About Stuart Gustafson:
Stuart Gustafson took early retirement from high-tech in 2007 so he could spend more time traveling, time with his Mom (then aged 90), and time writing. In all he has written fifteen books, including four full-length novels. He's also had a series of non-fiction relationship books (three of them) nationally published. Some of the stories from his very first book "Parables for Life in the 21st Century" have been adapted for use in elementary text and workbooks in the country of Trinidad and Tobago.
Stuart is currently busy as the creator and co-author of the Capital City Murders series, a series of novellas set in each U.S. state capital, delivering one book a month for fifty months!
What inspires you to write?
I like to share experiences, and some of those experiences are shared in my books. Writing also requires me to continuously get better at what I'm doing. This means taking classes, reading books on my craft, and listening to what people have to say about my writing.
What authors do you read when you aren’t writing?
The late Tom Clancy (love my personally inscribed copy of "Hunt for Red October")
Tell us about your writing process.
My current main project is as co-author of a fifty-book novella series where each book is set in a U.S. state capital. This requires some knowledge of the capital city, the capitol buildings, streets, hotels, restaurants, bike lanes, and even crime statistics. The series is "Capital City Murders," so it's important to know about the type of murder that takes place in that city.
After a book is outlined, then the actual writing begins, already knowing what conflict will take places, what are the motive, means, and opportunity of both the killer and the series protagonist who gets involved in the case.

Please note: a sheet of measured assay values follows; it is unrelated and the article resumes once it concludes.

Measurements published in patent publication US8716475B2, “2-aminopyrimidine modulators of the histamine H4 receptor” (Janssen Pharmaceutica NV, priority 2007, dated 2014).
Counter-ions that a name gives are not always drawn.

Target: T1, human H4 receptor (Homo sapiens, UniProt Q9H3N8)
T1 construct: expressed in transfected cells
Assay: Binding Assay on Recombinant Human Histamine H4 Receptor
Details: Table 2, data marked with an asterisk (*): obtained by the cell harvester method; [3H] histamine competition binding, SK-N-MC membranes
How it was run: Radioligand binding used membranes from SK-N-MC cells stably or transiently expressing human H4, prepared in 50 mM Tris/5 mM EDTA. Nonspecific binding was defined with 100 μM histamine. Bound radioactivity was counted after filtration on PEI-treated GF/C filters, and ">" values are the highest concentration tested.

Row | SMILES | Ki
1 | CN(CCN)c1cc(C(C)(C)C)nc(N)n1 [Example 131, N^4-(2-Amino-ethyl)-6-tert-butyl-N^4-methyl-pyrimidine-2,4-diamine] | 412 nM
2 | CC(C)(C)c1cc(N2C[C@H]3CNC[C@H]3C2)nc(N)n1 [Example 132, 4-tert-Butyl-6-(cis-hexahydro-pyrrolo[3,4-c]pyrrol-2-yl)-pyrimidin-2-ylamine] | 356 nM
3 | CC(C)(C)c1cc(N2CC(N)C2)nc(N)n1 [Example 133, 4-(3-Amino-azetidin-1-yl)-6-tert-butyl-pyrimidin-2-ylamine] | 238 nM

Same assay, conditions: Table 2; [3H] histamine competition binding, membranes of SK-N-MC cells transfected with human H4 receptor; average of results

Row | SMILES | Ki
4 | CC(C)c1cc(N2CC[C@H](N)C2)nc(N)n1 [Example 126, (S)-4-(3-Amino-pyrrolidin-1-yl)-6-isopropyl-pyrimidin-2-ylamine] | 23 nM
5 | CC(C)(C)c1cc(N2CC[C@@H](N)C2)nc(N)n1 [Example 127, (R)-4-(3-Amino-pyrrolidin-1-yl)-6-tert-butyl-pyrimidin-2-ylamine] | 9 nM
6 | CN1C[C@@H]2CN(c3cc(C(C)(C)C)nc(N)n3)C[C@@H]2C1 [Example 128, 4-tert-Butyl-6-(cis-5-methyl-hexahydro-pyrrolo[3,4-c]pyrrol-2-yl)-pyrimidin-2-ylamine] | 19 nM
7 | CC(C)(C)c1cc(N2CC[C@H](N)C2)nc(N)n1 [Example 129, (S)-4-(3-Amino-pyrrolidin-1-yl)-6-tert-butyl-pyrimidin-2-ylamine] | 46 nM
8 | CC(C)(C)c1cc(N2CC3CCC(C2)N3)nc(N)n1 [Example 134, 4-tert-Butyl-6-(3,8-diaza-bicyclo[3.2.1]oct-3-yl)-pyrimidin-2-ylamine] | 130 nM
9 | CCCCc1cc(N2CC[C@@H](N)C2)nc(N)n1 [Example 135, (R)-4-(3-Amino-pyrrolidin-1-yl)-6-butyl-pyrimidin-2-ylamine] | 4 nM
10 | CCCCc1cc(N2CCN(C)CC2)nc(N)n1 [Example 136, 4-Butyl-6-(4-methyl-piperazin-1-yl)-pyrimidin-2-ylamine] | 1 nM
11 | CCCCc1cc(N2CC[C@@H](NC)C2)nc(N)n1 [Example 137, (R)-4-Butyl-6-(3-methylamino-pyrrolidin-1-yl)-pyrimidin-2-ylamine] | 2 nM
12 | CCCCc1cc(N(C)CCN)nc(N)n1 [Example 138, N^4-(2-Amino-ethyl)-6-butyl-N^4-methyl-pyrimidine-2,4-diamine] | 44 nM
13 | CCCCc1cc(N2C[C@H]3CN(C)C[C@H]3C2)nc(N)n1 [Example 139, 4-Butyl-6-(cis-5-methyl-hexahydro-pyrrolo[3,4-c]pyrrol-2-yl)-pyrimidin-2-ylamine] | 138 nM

For Fiction Writers: Do you listen (or talk to) to your characters?
I listen to the characters; they tell me what they're feeling, which enables me to modify action and tension to keep everything at just the right level.
What advice would you give other writers?
Write, write, write. There is an old saying that you can't edit a blank page. So until you write, you won't know what you [might] need to do to make it better.
How did you decide how to publish your books?
I've had some books published with a national publisher, but that is very hard to do.
The current Capital City Murders series is being published in-house but with major distribution through Ingram. The key for keeping this in-house right now is speed; my co-author and I are putting out one new book each month, and we need to control that flow.
What do you think about the future of book publishing?
The future of book publishing looks great. There will be technological advances that help many; you just have to be ready to adopt and adapt. E-books are esy to put out on your own; it is the distribution of them that is the constant challenge, and so building a loyal fan base is critical.
What genres do you write?: Mystery/Suspense
What formats are your books in?: Both eBook and Print
All information in this post is presented “as is” supplied by the author. We don’t edit to allow you the reader to hear the author in their own voice.